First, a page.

As Americans and the rest of the world commemorate the day Martin Luther King Jr. gave his famous speech, 'I have a dream' I feel its important to post this Iconic speech that has impacted my life and the lives of many people around the world.
We all know the history behind Martin Luther's speech. The question is, are the blacks in America judged by the content of their character? Or by the color of their skin? When a question like this is asked, a lot of black folks will always refer to the case between George Zimmerman and Trayvon Martin for answer, saying that the verdict was based on racism.
On 28 August, 1963, Martin Luther King delivered his magnificent "I have a dream speech" on the steps of the Lincoln Memorial in Washington. Below is the full text of his speech.
I am happy to join with you today in what will go down in history as the greatest demonstration for freedom in the history of our nation. Five score years ago, a great American, in whose symbolic shadow we stand, signed the Emancipation Proclamation. This momentous decree came as a great beacon light of hope to millions of Negro slaves who had been seared in the flames of withering injustice. It came as a joyous daybreak to end the long night of captivity.
But 100 years later, we must face the tragic fact that the Negro is still not free.
One hundred years later, the life of the Negro is still sadly crippled by the manacles of segregation and the chains of discrimination. One hundred years later, the Negro lives on a lonely island of poverty in the midst of a vast ocean of material prosperity. One hundred years later, the Negro is still languishing in the corners of American society and finds himself an exile in his own land. And so we've come here today to dramatize an appalling condition. In a sense we've come to our nation's capital to cash a cheque. When the architects of our republic wrote the magnificent words of the Constitution and the Declaration of Independence, they were signing a promissory note to which every American was to fall heir. This note was a promise that all men would be guaranteed the inalienable rights of "Life, Liberty, and the pursuit of Happiness.
" It is obvious today that America has defaulted on this promissory note insofar as her citizens of colour are concerned. Instead of honouring this sacred obligation, America has given the Negro people a bad cheque which has come back marked "insufficient funds."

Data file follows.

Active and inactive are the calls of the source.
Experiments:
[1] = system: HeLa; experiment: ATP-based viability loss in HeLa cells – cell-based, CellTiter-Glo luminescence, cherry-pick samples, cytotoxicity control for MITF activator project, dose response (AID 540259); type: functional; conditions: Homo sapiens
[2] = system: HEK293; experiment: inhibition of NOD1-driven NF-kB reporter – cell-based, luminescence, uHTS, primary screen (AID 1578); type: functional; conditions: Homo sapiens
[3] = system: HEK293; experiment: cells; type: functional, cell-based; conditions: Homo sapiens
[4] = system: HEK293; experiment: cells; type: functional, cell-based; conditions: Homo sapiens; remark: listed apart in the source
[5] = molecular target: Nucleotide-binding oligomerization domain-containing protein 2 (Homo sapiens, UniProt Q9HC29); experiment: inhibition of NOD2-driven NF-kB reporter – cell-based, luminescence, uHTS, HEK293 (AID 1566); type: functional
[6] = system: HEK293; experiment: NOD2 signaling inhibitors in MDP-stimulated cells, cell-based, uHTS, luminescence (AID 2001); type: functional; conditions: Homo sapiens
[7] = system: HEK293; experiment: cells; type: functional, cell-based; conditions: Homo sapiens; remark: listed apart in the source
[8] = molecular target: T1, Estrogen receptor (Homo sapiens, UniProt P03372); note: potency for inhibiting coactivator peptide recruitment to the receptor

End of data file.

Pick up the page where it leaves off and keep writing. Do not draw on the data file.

But we refuse to believe that the bank of justice is bankrupt. We refuse to believe that there are insufficient funds in the great vaults of opportunity of this nation.So we've come to cash this cheque - a cheque that will give us upon demand the riches of freedom and the security of justice.
I have a dream that one day this nation will rise up and live out the true meaning of its creed - we hold these truths to be self-evident: that all men are created equal. I have a dream that one day on the red hills of Georgia the sons of former slaves and the sons of former slave-owners will be able to sit down together at a table of brotherhood. I have a dream that one day even the state of Mississippi, a desert state, sweltering with the heat of injustice and oppression, will be transformed into an oasis of freedom and justice.
"I have a dream that my four little children will one day live in a nation where they will not be judged by the colour of their skin but by the content of their character."
I have a dream today! I have a dream that one day, down in Alabama, with its vicious racists, with its governor having his lips dripping with the words of interposition and nullification; one day right there in Alabama little black boys and little black girls will be able to join hands with little white boys and white girls as sisters and brothers. I have a dream today! I have a dream that one day every valley shall be exalted, every hill and mountain shall be made low, the rough places will be made plain, and the crooked places will be made straight, and the glory of the Lord shall be revealed, and all flesh shall see it together. This is our hope. This is the faith that I will go back to the South with. With this faith we will be able to hew out of the mountain of despair a stone of hope. With this faith we will be able to transform the jangling discords of our nation into a beautiful symphony of brotherhood. With this faith we will be able to work together, to pray together, to struggle together, to go to jail together, to stand up for freedom together, knowing that we will be free one day.
This will be the day, this will be the day when all of God's children will be able to sing with a new meaning: "My country, 'tis of thee, sweet land of liberty, of thee I sing. Land where my fathers died, land of the pilgrim's pride, from every mountainside, let freedom ring." And if America is to be a great nation, this must become true. And so let freedom ring from the prodigious hilltops of New Hampshire. Let freedom ring from the mighty mountains of New York. Let freedom ring from the heightening Alleghenies of Pennsylvania! Let freedom ring from the snow-capped Rockies of Colorado. Let freedom ring from the curvaceous peaks of California. But not only that. Let freedom ring from Stone Mountain of Georgia. Let freedom ring from Lookout Mountain of Tennessee. Let freedom ring from every hill and every molehill of Mississippi, from every mountainside, let freedom ring! And when this happens, when we allow freedom to ring, when we let it ring from every village and every hamlet, from every state and every city, we will be able to speed up that day when all of God's children, black men and white men, Jews and Gentiles, Protestants and Catholics, will be able to join hands and sing in the words of the old Negro spiritual: "Free at last! Free at last! thank God Almighty, we are free at last!"